A key factor in hotel design is the operational flow of the hotel – how the passage of staff undertaking their work activities flows around the hotel, without becoming an imposition on the guests.
When designing a luxury or boutique hotel the key differentiator is really the staff – their training, their flexibility and their ability to always seem to know what you want one step ahead of you or to be around just when you are thinking of calling them! A key factor in this is how the hotel is designed to as a working building – how do the staff get about the hotel to undertake their work activities without imposing on the guests. Can the housemaids access cupboards full of linen or service rooms without endless trolleys in the the corridors? Can Food and Beverage staff provide guests with what they need without having to walk though endless rooms and disturb other guests? Can the chef get his daily fresh supplies without every vegetable or haunch of venison having to be paraded through the hotel?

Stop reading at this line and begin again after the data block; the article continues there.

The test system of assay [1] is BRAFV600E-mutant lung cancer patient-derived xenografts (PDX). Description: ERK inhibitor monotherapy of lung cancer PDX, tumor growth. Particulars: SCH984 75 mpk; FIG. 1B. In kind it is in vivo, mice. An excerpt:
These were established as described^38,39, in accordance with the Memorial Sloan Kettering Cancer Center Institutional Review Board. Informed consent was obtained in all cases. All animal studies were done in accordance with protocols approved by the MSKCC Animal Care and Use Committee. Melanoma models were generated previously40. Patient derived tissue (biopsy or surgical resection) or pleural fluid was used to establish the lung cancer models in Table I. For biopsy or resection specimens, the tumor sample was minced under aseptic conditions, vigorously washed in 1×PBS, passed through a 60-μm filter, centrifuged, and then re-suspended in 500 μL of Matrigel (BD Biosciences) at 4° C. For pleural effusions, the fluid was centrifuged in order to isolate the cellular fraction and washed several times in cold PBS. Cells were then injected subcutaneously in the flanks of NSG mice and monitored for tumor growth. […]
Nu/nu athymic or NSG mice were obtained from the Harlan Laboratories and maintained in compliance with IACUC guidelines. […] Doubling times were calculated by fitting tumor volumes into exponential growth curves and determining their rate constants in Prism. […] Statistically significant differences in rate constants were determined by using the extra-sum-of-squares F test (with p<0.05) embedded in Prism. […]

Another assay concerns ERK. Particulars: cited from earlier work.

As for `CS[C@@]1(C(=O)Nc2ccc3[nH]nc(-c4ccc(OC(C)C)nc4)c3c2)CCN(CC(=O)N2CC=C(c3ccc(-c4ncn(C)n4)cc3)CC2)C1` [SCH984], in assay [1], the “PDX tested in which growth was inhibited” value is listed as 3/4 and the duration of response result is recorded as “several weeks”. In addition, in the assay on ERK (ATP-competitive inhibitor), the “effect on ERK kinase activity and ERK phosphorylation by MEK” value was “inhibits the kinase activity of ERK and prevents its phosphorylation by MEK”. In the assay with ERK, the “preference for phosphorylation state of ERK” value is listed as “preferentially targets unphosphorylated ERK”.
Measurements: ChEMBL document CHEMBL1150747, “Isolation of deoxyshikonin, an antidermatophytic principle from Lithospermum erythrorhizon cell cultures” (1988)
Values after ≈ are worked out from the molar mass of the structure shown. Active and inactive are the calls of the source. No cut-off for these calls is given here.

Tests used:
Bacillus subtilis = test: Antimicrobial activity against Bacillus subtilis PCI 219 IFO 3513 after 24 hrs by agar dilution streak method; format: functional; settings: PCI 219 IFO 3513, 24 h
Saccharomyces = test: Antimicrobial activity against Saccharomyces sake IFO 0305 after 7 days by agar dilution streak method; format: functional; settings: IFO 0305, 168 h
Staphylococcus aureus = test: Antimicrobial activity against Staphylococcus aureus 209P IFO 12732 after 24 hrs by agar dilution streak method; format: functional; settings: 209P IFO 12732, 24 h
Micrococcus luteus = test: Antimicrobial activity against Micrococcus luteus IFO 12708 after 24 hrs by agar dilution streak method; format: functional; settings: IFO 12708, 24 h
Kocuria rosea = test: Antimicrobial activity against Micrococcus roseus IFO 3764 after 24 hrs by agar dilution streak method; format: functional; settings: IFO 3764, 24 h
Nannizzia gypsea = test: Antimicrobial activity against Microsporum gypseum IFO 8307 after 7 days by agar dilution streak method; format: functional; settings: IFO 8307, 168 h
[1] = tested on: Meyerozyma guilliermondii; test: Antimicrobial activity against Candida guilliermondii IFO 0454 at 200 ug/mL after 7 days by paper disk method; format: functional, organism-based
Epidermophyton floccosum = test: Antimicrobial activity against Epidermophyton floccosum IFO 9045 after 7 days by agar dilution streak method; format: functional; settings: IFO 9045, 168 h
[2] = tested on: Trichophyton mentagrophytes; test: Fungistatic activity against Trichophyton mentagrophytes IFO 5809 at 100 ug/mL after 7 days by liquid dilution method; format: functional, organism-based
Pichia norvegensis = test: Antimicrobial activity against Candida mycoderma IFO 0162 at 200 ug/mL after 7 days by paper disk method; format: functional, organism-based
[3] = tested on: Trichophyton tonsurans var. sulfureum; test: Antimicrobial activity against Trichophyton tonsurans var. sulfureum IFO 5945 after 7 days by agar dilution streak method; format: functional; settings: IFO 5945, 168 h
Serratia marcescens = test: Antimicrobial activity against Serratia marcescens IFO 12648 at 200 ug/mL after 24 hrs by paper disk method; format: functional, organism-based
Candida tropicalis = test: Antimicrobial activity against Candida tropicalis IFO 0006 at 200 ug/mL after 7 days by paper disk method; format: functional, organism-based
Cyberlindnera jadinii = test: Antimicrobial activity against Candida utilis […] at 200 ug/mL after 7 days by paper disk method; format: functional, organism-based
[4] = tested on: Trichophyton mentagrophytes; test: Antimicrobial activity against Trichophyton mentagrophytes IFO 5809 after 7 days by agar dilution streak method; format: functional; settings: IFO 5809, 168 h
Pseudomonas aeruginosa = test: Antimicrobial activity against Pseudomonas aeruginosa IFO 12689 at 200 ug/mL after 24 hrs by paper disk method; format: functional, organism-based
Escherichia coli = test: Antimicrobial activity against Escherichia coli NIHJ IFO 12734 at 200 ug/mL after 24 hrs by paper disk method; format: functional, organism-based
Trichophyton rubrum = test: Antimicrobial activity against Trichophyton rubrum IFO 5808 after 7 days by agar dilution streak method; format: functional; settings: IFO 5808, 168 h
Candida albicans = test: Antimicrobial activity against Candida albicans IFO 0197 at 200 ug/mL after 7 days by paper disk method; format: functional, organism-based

The interior design of the hotel – and in this case I am not yet talking about the fabrics and furnishings – is a specialist skills.We have employed Goff Associates – one of the world’s leading luxury hotel and spa designers to work with us from the outset. Given the state of the castle currently, we effectively have a blank canvas.
Jane Goff and her team have already made a couple of site visits, and as part of our submission for planning application they produced some sketches of what the Entrance Hall and a typical room would look like. These excellent drawings have helped us not only to visualise better the end result, but have also been instrumental in getting local support and backing for the project.